The melt-stability of the resin was evaluated in the following Examples by quantitatively determining the normally solid (i.e., at ambient temperature) decomposition products which formed in the melting step (330° C., 20 min.) and then measuring the time needed for a 10% weight reduction of the resin at 350° C. to occur. The quantitative determination was conducted by melting about 5 grams of the polymer on a closed hot plate at 330° C. for 20 minutes. Any solid decomposition products (sublimates) formed from the molten polymer were solidified by cooling and collected. The amount of the decomposition products was noted as the formation rate of molten decomposition products in terms of the percent by weight based on the initial polymer weight.
100 mol of (a) dimethyl terephthalate, and (b) 1,4-cyclohexanedimethanol (ratio of cis-isomer/trans-isomer=25/75) and (c) ethylene oxide (2 mol) adduct of bisphenol A in the amounts specified in Table 1 were fed together with 0.036 mol of tetrabutoxytitanium catalyst into a reactor provided with a stirrer, nitrogen-inlet tube and reflux distillation tube and stirred at 150° C. in a nitrogen stream for 1 hour. The temperature was slowly elevated and the mixture was stirred at 180 to 270° C. for 3 hours. The introduction of nitrogen gas was stopped and the pressure in the reactor was reduced while the temperature was slowly elevated to 315° C. to attain 0.1 mm Hg after 1 hour. Stirring was continued for 3 hours at this pressure to obtain a polymer having a comonomer introduction rate noted in Table 1The intrinsic viscosity, melting point, melt decomposition product forming rate at 330° C. and time taken to achieve a 10% weight reduction at 350° C. are given in Table 2.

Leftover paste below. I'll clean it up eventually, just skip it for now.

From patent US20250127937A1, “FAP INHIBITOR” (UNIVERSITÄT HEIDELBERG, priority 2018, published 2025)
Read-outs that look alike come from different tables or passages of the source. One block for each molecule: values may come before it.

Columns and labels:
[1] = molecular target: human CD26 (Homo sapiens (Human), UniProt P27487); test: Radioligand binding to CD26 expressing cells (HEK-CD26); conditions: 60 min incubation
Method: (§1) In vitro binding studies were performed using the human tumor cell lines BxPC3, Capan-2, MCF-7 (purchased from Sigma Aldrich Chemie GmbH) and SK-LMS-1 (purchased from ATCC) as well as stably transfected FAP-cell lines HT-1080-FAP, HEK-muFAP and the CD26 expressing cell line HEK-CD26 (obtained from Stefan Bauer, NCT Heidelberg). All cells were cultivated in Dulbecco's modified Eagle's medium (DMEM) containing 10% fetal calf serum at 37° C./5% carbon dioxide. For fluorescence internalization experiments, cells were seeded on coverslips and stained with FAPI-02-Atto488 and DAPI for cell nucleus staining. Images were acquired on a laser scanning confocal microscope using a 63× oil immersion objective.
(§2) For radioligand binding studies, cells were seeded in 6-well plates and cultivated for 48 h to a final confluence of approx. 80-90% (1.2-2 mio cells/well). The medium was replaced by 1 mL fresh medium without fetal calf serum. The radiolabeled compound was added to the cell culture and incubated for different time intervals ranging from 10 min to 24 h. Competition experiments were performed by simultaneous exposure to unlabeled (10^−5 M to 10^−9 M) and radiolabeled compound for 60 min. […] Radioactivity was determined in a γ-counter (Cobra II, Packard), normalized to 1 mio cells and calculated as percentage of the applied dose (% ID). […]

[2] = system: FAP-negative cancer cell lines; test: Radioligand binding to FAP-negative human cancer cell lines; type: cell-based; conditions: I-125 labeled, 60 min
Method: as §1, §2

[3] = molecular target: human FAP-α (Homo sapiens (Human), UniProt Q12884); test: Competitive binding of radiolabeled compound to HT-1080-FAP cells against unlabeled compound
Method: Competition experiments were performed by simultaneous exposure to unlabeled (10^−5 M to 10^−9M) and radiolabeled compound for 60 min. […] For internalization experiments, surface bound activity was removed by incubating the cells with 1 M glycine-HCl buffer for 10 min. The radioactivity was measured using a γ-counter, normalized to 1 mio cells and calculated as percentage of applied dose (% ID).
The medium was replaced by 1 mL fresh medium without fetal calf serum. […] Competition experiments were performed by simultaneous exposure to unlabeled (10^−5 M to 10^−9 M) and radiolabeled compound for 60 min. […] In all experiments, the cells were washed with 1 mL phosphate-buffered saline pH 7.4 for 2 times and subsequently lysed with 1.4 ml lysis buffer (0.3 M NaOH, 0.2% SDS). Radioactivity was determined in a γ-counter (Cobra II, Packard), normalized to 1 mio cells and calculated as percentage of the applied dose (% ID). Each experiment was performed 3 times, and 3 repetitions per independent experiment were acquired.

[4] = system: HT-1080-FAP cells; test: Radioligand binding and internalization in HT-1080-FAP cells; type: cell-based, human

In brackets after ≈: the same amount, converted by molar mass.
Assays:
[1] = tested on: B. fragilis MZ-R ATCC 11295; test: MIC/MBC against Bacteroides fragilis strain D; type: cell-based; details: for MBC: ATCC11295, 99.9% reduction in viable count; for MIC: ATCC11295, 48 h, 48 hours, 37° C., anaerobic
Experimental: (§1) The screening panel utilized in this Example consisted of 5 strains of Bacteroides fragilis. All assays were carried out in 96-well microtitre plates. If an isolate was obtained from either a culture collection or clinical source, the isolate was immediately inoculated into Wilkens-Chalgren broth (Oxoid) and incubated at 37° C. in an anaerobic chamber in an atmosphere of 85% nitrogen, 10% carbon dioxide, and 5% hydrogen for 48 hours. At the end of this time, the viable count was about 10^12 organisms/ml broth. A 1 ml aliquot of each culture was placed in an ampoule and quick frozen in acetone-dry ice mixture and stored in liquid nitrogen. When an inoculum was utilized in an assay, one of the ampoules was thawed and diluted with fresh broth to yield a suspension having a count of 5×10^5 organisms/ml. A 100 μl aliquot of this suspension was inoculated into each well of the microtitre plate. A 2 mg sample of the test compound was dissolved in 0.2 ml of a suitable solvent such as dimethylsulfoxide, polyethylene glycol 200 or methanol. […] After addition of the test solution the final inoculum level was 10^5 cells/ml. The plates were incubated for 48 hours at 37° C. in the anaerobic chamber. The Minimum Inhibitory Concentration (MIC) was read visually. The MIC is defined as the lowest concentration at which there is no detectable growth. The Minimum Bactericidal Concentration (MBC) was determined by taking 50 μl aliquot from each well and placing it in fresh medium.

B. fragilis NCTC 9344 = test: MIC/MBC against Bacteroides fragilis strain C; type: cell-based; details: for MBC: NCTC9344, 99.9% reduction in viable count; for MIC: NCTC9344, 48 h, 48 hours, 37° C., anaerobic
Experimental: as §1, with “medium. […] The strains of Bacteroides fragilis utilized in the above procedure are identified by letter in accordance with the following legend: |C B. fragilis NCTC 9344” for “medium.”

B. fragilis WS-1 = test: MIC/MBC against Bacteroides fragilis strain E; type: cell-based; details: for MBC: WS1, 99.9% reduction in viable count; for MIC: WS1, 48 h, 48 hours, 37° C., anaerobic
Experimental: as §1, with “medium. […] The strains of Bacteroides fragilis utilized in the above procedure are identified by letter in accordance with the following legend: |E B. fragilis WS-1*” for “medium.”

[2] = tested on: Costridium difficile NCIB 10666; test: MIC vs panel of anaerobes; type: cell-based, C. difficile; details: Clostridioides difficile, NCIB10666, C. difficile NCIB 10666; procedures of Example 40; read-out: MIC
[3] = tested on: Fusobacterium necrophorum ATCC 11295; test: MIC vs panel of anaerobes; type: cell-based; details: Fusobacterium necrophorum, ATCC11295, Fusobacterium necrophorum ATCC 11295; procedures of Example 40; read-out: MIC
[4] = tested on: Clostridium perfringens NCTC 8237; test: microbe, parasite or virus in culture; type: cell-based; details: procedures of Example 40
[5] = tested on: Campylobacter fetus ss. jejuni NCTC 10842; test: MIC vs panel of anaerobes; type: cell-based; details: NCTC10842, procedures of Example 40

The same procedure as that of the Example 1 was repeated using 100 mol of (a) dimethyl terephthalate, 120 mol of (b) 1,4-cyclohexanedimethanol, 10 mol of (c) each comonomer listed in Table 1 and 0.036 mol of tetrabutoxytitanium as the catalyst to obtain a polymer having comonomer introduction rate given in Table 1. The intrinsic viscosity, melting point, melt decomposition product forming rate at 330° C. and time taken to achieve a 10% weight reduction at 350° C. are given in Table 2. Films were produced from these copolymers and the adhesion os solids was examined in the same manner as that of the Example 1 to obtain the results given in Table 2.
The same procedure as that of the Example 1 was repeated using 100 mol of (a) dimethyl terephthalate, 120 mol of (b) 1,4-cyclohexanedimethanol having a cis-isomer to trans-isomer ratio specified in Table 1, 10 mol of (c) ethylene oxide (2 mol) adduct of bisphenol A and 0.036 mol of tetrabutoxytitanium as the catalyst to obtain a polymer having a comonomer introduction rate given in Table 1 and properties given in Table 2. Values indicating the melt decomposition behavior of the polymer and the results of the evaluation of solid adhesion observed in the film formation are also given in Table 2.